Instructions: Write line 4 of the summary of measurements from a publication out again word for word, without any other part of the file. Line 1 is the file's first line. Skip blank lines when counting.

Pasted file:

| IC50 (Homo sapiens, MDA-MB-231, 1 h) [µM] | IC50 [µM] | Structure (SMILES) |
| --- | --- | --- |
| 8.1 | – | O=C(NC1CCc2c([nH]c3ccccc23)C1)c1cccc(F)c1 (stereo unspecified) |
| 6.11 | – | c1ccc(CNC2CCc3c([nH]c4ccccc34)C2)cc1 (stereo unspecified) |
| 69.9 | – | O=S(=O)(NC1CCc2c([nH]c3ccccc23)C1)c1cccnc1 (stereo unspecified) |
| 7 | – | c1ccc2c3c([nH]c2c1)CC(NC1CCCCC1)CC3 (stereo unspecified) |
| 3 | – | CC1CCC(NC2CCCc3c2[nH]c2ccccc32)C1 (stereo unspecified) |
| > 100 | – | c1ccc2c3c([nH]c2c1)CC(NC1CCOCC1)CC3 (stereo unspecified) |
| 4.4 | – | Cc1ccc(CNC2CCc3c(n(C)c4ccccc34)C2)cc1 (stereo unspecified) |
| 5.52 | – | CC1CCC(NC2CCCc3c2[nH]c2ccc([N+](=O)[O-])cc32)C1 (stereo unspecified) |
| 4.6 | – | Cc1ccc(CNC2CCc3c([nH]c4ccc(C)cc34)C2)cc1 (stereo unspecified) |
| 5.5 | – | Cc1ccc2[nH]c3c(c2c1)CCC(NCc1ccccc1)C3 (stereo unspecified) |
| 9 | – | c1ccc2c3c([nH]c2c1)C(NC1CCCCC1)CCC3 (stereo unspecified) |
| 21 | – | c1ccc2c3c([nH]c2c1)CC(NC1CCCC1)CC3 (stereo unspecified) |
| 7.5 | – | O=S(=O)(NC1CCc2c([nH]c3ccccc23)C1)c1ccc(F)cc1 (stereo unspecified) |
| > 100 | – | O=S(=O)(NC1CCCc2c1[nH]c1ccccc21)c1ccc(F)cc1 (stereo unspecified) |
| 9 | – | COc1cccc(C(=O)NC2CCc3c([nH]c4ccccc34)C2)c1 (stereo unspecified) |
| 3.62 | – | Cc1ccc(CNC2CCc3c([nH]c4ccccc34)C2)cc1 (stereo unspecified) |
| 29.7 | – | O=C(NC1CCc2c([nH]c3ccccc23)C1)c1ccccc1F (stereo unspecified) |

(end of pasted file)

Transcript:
| 6.11 | – | c1ccc(CNC2CCc3c([nH]c4ccccc34)C2)cc1 (stereo unspecified) |